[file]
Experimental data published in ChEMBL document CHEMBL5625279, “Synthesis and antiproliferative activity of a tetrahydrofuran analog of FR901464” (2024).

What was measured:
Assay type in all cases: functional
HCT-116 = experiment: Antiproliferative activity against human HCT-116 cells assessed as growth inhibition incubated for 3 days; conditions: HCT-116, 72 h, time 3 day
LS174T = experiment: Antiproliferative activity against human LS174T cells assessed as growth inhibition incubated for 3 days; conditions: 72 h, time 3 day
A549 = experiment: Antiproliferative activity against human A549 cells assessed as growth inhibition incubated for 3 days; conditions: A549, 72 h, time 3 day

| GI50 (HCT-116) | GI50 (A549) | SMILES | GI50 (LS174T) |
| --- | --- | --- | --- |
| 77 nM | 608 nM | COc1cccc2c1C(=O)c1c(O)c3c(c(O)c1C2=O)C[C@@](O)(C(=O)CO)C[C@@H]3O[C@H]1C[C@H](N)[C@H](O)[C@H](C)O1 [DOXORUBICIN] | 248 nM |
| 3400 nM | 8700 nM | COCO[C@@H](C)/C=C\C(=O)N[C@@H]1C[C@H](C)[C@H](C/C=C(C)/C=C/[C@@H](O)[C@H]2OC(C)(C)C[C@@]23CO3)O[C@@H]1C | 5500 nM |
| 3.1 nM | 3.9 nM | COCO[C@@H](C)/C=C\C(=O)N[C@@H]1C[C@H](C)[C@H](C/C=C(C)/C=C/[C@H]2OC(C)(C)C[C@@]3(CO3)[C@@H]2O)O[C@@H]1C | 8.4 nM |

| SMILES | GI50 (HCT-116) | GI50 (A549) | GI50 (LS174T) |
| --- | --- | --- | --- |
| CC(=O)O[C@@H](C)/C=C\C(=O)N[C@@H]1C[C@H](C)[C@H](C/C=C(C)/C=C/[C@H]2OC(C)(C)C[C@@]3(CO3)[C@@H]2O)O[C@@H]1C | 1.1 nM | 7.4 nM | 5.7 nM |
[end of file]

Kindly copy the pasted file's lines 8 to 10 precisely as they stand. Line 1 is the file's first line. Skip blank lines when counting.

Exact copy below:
| --- | --- | --- | --- |
| 77 nM | 608 nM | COc1cccc2c1C(=O)c1c(O)c3c(c(O)c1C2=O)C[C@@](O)(C(=O)CO)C[C@@H]3O[C@H]1C[C@H](N)[C@H](O)[C@H](C)O1 [DOXORUBICIN] | 248 nM |
| 3400 nM | 8700 nM | COCO[C@@H](C)/C=C\C(=O)N[C@@H]1C[C@H](C)[C@H](C/C=C(C)/C=C/[C@@H](O)[C@H]2OC(C)(C)C[C@@]23CO3)O[C@@H]1C | 5500 nM |